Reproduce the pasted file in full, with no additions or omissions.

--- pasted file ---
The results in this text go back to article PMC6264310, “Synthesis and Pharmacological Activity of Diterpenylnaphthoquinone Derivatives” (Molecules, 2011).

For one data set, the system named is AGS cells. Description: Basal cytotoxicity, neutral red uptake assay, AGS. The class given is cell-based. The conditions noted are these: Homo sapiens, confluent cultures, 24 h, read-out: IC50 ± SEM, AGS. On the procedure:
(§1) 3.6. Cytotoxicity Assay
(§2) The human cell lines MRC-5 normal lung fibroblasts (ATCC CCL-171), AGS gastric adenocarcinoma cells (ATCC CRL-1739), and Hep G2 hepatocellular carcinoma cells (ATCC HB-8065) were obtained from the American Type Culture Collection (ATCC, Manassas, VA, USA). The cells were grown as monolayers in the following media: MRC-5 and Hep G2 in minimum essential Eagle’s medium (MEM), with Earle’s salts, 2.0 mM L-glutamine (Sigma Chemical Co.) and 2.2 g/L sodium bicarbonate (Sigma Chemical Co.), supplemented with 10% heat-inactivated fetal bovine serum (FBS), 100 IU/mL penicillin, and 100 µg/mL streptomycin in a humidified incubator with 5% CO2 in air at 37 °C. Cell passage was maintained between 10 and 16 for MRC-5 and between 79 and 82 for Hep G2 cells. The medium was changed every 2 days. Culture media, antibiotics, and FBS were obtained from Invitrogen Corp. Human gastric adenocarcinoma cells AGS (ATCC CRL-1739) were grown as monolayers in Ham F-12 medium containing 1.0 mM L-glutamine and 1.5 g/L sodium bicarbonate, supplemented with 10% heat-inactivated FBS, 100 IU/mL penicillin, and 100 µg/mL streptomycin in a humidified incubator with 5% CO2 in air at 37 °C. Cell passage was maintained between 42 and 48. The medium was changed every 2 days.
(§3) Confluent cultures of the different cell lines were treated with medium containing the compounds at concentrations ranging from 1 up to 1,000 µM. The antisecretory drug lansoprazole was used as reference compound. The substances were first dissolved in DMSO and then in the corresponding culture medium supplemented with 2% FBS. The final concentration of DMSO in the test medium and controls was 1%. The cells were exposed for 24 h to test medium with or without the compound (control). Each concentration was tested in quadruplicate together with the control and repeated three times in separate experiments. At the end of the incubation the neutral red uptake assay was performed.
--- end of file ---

The results in this text go back to article PMC6264310, “Synthesis and Pharmacological Activity of Diterpenylnaphthoquinone Derivatives” (Molecules, 2011).

For one data set, the system named is AGS cells. Description: Basal cytotoxicity, neutral red uptake assay, AGS. The class given is cell-based. The conditions noted are these: Homo sapiens, confluent cultures, 24 h, read-out: IC50 ± SEM, AGS. On the procedure:
(§1) 3.6. Cytotoxicity Assay
(§2) The human cell lines MRC-5 normal lung fibroblasts (ATCC CCL-171), AGS gastric adenocarcinoma cells (ATCC CRL-1739), and Hep G2 hepatocellular carcinoma cells (ATCC HB-8065) were obtained from the American Type Culture Collection (ATCC, Manassas, VA, USA). The cells were grown as monolayers in the following media: MRC-5 and Hep G2 in minimum essential Eagle’s medium (MEM), with Earle’s salts, 2.0 mM L-glutamine (Sigma Chemical Co.) and 2.2 g/L sodium bicarbonate (Sigma Chemical Co.), supplemented with 10% heat-inactivated fetal bovine serum (FBS), 100 IU/mL penicillin, and 100 µg/mL streptomycin in a humidified incubator with 5% CO2 in air at 37 °C. Cell passage was maintained between 10 and 16 for MRC-5 and between 79 and 82 for Hep G2 cells. The medium was changed every 2 days. Culture media, antibiotics, and FBS were obtained from Invitrogen Corp. Human gastric adenocarcinoma cells AGS (ATCC CRL-1739) were grown as monolayers in Ham F-12 medium containing 1.0 mM L-glutamine and 1.5 g/L sodium bicarbonate, supplemented with 10% heat-inactivated FBS, 100 IU/mL penicillin, and 100 µg/mL streptomycin in a humidified incubator with 5% CO2 in air at 37 °C. Cell passage was maintained between 42 and 48. The medium was changed every 2 days.
(§3) Confluent cultures of the different cell lines were treated with medium containing the compounds at concentrations ranging from 1 up to 1,000 µM. The antisecretory drug lansoprazole was used as reference compound. The substances were first dissolved in DMSO and then in the corresponding culture medium supplemented with 2% FBS. The final concentration of DMSO in the test medium and controls was 1%. The cells were exposed for 24 h to test medium with or without the compound (control). Each concentration was tested in quadruplicate together with the control and repeated three times in separate experiments. At the end of the incubation the neutral red uptake assay was performed.